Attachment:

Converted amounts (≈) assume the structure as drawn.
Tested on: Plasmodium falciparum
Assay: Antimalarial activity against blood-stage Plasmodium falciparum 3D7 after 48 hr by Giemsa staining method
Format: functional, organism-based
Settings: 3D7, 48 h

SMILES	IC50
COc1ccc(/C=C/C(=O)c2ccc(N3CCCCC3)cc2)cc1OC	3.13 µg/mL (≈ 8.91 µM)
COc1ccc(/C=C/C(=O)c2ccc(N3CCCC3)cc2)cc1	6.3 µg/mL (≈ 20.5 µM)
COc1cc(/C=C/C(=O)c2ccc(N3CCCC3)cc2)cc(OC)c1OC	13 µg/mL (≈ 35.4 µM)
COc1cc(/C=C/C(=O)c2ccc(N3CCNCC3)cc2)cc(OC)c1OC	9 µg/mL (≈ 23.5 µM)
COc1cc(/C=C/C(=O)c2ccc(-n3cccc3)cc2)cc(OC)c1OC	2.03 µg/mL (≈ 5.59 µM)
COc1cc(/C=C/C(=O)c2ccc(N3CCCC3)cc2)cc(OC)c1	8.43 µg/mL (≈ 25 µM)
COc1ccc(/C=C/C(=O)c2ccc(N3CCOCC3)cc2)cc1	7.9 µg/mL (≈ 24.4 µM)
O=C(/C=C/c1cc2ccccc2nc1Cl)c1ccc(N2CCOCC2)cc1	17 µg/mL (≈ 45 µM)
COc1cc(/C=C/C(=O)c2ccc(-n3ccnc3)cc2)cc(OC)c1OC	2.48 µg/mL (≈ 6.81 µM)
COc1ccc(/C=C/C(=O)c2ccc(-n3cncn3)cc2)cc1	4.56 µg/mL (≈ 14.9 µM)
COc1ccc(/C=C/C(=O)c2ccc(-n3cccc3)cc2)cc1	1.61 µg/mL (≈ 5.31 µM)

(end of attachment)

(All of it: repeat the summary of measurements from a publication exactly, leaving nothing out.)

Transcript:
Converted amounts (≈) assume the structure as drawn.
Tested on: Plasmodium falciparum
Assay: Antimalarial activity against blood-stage Plasmodium falciparum 3D7 after 48 hr by Giemsa staining method
Format: functional, organism-based
Settings: 3D7, 48 h

SMILES	IC50
COc1ccc(/C=C/C(=O)c2ccc(N3CCCCC3)cc2)cc1OC	3.13 µg/mL (≈ 8.91 µM)
COc1ccc(/C=C/C(=O)c2ccc(N3CCCC3)cc2)cc1	6.3 µg/mL (≈ 20.5 µM)
COc1cc(/C=C/C(=O)c2ccc(N3CCCC3)cc2)cc(OC)c1OC	13 µg/mL (≈ 35.4 µM)
COc1cc(/C=C/C(=O)c2ccc(N3CCNCC3)cc2)cc(OC)c1OC	9 µg/mL (≈ 23.5 µM)
COc1cc(/C=C/C(=O)c2ccc(-n3cccc3)cc2)cc(OC)c1OC	2.03 µg/mL (≈ 5.59 µM)
COc1cc(/C=C/C(=O)c2ccc(N3CCCC3)cc2)cc(OC)c1	8.43 µg/mL (≈ 25 µM)
COc1ccc(/C=C/C(=O)c2ccc(N3CCOCC3)cc2)cc1	7.9 µg/mL (≈ 24.4 µM)
O=C(/C=C/c1cc2ccccc2nc1Cl)c1ccc(N2CCOCC2)cc1	17 µg/mL (≈ 45 µM)
COc1cc(/C=C/C(=O)c2ccc(-n3ccnc3)cc2)cc(OC)c1OC	2.48 µg/mL (≈ 6.81 µM)
COc1ccc(/C=C/C(=O)c2ccc(-n3cncn3)cc2)cc1	4.56 µg/mL (≈ 14.9 µM)
COc1ccc(/C=C/C(=O)c2ccc(-n3cccc3)cc2)cc1	1.61 µg/mL (≈ 5.31 µM)